Thursday 27 June, 2019

Party Playas: Nariba Robinson brings passion to Carnival with Zèle

Nariba Robinson, the woman behind Zèle.

Nariba Robinson, the woman behind Zèle.

In this new series, we get to know the people behind some of the events that are stamping their brands on the Carnival Fete Calendar.

On Sunday, January 6, Nariba Robinson will roll out the fourth edition of her fete Zèle.

The party will be held on the grounds of Queen’s Hall in St Ann’s, a move from Mendez Drive in Diego Martin where it was held for the past two years.

Robinson sees this year as a watershed year for her brand which has been growing every year since her 25th birthday party in 2015.

That was where it all began.

“It started with my 25th birthday party being turned into a spontaneous fete, bring yuh bottle, Dutch party kinda vibe. It was held the same day as Soka in Moka so my age group had nothing to do. I did the invites, told everyone to bring a friend, I provided the venue, food, DJ, everything else. It turned into a full-on fete with a DJ, lighting, theatrics, the full works,” she said.

Robinson said after that party, people who came with some of her friends asked why they didn’t receive invitations themselves.

“It happened a good few times so I was like, ok. I spoke to one of my friends about the idea of turning the party into an annual birthday fete because hers is the week after mine but I am a procrastinator,” said Robinson with a laugh.

She said it was her close friend, David Wears, who finally convinced her to do it.

“I had a conversation with David Wears and his exact words were ‘Nariba you are the type of person if you want to get it done it will get done’. David was the first one I sent the logo to and he said yes, simple, this is you, run with it,” she said.

She named the party Zèle, French for zeal.

“It means to have passion and be energetic. Plenty of people mispronounce it but that opens the opportunity to have a conversation,” she said.

The first Zèle cooler fete was held at the house in Maracas where she held her birthday party was held but it was too big for the space. In the second year, she moved the party to Mendez Drive in Diego Martin but by last year the party outgrew the venue. The event is still held close to her birthday. 

“The first time I asked Queen’s Hall to use venue they said no. I was heartbroken hence the reason we ended up going to Mendez Drive. Because we are a small committee and we are doing everything out of pocket, we don’t have big sponsors so we had to fish for venues that were reasonable and had parking and was in close proximity to patrons, “she said, stating that if everything comes together as planned on Sunday she will shed tears of joy.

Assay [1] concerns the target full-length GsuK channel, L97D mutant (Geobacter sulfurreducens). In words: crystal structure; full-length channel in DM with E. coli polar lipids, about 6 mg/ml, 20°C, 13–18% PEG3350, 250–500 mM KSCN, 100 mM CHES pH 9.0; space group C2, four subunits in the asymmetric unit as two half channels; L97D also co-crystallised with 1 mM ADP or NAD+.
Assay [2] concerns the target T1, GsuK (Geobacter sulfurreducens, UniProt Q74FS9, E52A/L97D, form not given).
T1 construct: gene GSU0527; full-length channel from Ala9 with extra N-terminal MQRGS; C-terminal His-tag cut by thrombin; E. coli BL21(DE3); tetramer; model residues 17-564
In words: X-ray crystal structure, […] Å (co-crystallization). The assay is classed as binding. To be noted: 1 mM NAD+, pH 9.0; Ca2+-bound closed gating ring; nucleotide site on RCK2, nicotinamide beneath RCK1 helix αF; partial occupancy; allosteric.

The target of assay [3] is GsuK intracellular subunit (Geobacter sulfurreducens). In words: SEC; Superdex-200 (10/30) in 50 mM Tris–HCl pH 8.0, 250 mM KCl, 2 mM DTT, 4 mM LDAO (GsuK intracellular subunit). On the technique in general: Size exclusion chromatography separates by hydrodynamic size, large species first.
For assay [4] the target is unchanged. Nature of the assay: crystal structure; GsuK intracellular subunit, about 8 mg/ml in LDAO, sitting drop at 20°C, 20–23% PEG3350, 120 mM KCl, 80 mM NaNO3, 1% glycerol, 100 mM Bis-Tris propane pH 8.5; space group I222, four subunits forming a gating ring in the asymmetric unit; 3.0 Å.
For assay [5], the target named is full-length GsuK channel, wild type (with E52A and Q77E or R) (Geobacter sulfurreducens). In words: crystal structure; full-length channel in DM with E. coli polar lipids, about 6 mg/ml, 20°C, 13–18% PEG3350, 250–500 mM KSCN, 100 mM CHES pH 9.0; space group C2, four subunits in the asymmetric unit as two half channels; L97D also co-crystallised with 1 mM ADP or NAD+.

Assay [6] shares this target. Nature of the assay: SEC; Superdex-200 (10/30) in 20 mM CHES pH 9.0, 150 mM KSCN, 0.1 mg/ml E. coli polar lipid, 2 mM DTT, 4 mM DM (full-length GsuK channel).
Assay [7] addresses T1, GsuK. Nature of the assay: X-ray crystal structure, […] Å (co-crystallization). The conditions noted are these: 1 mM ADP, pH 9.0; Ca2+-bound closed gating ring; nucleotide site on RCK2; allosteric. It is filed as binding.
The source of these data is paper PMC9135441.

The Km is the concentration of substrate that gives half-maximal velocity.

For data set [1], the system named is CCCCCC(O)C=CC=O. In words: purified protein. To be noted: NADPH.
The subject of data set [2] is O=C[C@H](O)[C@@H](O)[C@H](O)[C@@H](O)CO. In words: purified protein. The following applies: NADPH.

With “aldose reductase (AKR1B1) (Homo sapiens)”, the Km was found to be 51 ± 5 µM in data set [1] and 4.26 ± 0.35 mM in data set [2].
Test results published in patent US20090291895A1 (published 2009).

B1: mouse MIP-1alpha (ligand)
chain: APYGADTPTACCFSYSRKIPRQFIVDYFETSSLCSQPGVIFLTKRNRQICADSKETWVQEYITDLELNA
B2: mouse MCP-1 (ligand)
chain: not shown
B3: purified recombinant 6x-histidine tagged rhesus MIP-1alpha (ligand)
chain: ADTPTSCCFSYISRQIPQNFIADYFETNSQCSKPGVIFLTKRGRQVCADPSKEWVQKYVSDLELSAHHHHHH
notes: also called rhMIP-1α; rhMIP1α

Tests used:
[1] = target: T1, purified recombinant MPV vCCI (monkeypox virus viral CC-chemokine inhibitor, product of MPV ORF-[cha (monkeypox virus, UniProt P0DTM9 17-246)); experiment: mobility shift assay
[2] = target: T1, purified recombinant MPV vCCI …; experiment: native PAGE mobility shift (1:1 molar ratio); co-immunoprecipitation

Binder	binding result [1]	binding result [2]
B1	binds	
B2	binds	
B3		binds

This year’s party will have elements of the first Zèle, Robinson revealed. And, in keeping with the nature of the iconic Queen’s Hall, the party Best Costumed Show 2018 winners from the Prime Minister’s Best Village Trophy Competition, the Cocorite Ujamaa Folk Performers, will produce and design the stage for the event. Patrons will enjoy memories of the 19th century with a parade of traditional mas costumes and characters from Carvalho Production, the Paramin Blue Devils and San Fernando School of the Arts Kaisokah Moko Jumbies lead by Junior Bisnath.

Patrons will enjoy a free White Oak zone on entry and the event, which has been dubbed the celebration of everything Carnival will see performances from Shal Marshall, GBM Nutron, Rhys Thompson and Modupe Onilu of the BoomBoomRoom, a surprise female artiste, as well as some of the country’s top DJs and radio hosts.

“The challenge is to create an event that stands out,” said Robinson, who is still a relatively unknown entity in the fete business and aiming to find a niche in the crowded fete calendar.

However, she said, being young and female presents other challenges as people can tend not to take you seriously or have an issue when you put your foot down.

“It is important to have a lawyer and contracts in place,” she said.

In addition to the Zèle fete, Robinson does  Zèle beach games the week after Easter and has developed a digital series called 6 in 60 where citizens are asked to meet a particular challenge in 60 minutes.

She also has two other events planned this year, an Independence fete in August and another one which she is not yet willing to reveal.

While she loves the social events, Robinson, who has been working full time in communications and marketing for eight years, loves corporate work. Zèle, she said, has been doing social and corporate marketing and branding for small businesses.

“I haven’t officially launched it on a grander scale but for 2019 we are expanding on the corporate side. My vision also is to create a children’s brand. We came up with the character, concept and everything.  The key thing is to help children understand the benefits of healthy discussion, anti-bullying etc,” she said, looking into the future.

Right now, Robinson is building her brand out of her own pocket but she said it is an investment developing the brand to the point where she could see revenues monthly instead of depending on events only.

“I am looking at business strategies now to solidify that and sign on with a brand or two for the entire year and see how that partnership will grow. We are investing time, a lot of money is being spent. We are small in numbers but we have a good few solid people on the team who are seeing the potential of the brand,” she said, admitting that there are times she does feel to give up.

“Many times I am like what am I  doing but when you study how much money went into this thing you say ok and get it done,’ she said.

Zèle will run from 4:00pm-10:00pm.

Follow Zele events on Facebook.

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